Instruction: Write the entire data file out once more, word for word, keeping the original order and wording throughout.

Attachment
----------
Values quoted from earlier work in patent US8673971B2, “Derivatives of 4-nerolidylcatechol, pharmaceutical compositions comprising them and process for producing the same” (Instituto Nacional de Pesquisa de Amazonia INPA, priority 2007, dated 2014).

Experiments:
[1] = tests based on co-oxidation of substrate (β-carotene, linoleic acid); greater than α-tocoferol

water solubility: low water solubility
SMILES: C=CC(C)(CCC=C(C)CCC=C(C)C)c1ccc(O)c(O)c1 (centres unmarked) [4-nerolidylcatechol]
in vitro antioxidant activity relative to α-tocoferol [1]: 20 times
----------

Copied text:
Values quoted from earlier work in patent US8673971B2, “Derivatives of 4-nerolidylcatechol, pharmaceutical compositions comprising them and process for producing the same” (Instituto Nacional de Pesquisa de Amazonia INPA, priority 2007, dated 2014).

Experiments:
[1] = tests based on co-oxidation of substrate (β-carotene, linoleic acid); greater than α-tocoferol

water solubility: low water solubility
SMILES: C=CC(C)(CCC=C(C)CCC=C(C)C)c1ccc(O)c(O)c1 (centres unmarked) [4-nerolidylcatechol]
in vitro antioxidant activity relative to α-tocoferol [1]: 20 times